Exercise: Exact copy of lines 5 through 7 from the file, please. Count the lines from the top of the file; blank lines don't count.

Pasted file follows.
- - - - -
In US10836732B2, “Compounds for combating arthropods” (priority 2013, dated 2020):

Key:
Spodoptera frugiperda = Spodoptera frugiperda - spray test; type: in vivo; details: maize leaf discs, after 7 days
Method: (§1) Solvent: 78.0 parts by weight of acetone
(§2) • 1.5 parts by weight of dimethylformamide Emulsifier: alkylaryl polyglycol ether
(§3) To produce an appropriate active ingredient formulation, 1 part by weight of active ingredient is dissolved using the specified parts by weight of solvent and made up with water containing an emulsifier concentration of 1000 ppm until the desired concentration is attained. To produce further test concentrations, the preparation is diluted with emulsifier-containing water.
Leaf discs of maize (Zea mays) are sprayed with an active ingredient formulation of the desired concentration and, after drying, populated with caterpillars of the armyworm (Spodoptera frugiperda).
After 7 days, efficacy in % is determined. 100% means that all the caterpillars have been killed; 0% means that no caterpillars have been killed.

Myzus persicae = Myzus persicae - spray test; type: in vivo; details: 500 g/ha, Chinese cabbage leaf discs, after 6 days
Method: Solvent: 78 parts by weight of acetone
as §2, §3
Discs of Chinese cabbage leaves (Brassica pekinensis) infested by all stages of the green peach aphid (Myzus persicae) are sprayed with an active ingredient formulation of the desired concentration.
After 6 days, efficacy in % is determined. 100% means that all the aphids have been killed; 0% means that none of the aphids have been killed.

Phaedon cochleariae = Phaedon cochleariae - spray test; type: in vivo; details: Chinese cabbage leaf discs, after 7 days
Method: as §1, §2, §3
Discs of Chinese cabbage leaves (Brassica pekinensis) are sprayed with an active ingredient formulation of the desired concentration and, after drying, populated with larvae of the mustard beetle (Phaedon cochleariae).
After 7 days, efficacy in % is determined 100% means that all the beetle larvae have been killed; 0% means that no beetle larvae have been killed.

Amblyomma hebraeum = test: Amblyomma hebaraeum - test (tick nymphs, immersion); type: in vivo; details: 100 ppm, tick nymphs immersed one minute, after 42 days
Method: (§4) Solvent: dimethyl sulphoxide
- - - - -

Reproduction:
(§2) • 1.5 parts by weight of dimethylformamide Emulsifier: alkylaryl polyglycol ether
(§3) To produce an appropriate active ingredient formulation, 1 part by weight of active ingredient is dissolved using the specified parts by weight of solvent and made up with water containing an emulsifier concentration of 1000 ppm until the desired concentration is attained. To produce further test concentrations, the preparation is diluted with emulsifier-containing water.
Leaf discs of maize (Zea mays) are sprayed with an active ingredient formulation of the desired concentration and, after drying, populated with caterpillars of the armyworm (Spodoptera frugiperda).